But the last stages of lockdown are winding down. Now, less than eight weeks remain of the furlough scheme, of which the government’s financial contribution has already begun to tail off. Schools reopenings in Scotland and Northern Ireland last month, and in England and Wales this month, are another big step toward moving on.
The business landscape that operators now find themselves is much altered from when lockdown began; the economy is now heavily in recession. That means that competition could increase if, as is often the case, work starts to dry up.
For added protection in the post-COVID-19 world, operators should look to carry on that lockdown corporate introspection to include raising internal standards. For example, the independent irtec certification scheme for vehicle technicians, irtec tyre and irtec workshop accreditation, verify that engineering staff are going about maintenance the proper way. Although not required by law, irtec qualifications are strongly recommended by DVSA in the latest version of its Guide to Vehicle Roadworthiness (www.is.gd/nofine).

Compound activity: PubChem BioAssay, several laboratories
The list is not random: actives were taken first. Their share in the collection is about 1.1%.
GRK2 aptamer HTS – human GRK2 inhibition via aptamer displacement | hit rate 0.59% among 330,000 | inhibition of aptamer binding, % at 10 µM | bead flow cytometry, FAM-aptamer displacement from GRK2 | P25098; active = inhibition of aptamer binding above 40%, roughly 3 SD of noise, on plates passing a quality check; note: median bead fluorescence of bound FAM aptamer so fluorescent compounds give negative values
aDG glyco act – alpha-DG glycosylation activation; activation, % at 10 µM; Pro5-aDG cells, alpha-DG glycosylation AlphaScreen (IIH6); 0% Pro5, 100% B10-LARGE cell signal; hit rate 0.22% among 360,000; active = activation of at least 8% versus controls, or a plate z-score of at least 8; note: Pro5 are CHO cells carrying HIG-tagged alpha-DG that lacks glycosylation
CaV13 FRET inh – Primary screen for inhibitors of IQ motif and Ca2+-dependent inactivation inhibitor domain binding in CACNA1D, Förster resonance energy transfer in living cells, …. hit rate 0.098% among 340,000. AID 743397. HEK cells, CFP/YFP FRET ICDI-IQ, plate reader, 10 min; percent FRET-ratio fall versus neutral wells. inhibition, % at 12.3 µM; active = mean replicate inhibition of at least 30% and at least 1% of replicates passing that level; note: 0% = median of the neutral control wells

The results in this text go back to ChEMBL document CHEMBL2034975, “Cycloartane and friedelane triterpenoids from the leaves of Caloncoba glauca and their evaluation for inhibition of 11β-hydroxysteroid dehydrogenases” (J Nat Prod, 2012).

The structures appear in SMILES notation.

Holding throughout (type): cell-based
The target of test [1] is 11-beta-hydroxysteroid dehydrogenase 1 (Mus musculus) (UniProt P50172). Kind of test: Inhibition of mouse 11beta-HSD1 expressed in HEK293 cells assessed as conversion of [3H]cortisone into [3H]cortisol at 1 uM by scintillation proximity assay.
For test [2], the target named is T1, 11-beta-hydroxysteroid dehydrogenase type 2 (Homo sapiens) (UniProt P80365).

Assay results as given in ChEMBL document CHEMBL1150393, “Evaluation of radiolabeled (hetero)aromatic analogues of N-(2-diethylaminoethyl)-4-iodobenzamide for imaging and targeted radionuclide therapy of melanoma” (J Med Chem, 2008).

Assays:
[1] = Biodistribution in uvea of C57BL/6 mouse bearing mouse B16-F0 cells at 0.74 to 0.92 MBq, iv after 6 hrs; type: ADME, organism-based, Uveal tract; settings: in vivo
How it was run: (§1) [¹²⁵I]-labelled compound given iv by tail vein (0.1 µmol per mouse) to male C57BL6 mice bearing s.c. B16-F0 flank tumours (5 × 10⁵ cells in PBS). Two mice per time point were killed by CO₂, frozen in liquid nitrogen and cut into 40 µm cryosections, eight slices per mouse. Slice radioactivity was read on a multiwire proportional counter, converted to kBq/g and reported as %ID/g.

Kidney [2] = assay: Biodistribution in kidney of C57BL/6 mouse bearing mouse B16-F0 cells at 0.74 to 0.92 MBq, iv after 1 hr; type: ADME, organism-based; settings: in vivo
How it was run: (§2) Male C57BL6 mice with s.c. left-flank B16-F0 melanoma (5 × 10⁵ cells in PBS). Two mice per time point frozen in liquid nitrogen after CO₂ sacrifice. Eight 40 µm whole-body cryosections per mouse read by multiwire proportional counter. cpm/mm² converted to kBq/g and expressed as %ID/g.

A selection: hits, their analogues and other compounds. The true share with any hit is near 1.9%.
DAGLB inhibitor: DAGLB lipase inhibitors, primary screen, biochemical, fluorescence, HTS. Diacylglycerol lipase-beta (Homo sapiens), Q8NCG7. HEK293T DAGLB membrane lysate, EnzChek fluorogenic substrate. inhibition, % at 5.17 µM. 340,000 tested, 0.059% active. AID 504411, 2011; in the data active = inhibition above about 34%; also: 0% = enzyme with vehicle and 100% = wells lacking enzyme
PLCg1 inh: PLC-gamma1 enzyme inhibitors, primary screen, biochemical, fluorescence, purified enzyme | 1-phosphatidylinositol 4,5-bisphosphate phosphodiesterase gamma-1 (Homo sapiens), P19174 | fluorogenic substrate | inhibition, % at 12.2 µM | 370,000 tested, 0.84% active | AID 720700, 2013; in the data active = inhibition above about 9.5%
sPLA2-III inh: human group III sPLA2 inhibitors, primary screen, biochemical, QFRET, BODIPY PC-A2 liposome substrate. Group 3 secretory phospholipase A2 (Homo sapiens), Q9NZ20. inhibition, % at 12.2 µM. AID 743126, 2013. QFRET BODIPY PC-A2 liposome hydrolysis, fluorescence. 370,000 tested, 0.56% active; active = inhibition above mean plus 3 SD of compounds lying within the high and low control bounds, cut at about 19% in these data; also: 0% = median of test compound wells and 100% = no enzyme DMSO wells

Apart from offering competitive advantage, efforts to improve the way that maintenance is carried out (and the way that drivers are managed) can offer other real benefits. For example, as ATFs reopen, they won’t be able to catch up with the backlog of truck tests from lockdown, as well as current demand. To generate extra capacity, DVSA announced last month that operators deemed to be safest – members of Earned Recognition, and which had high OCRS scores – will essentially be able to skip this year’s annual test requirement (see p34 for details).
This example suggests that, having made it through lockdown, operators now need to raise their game to stand out from the crowd.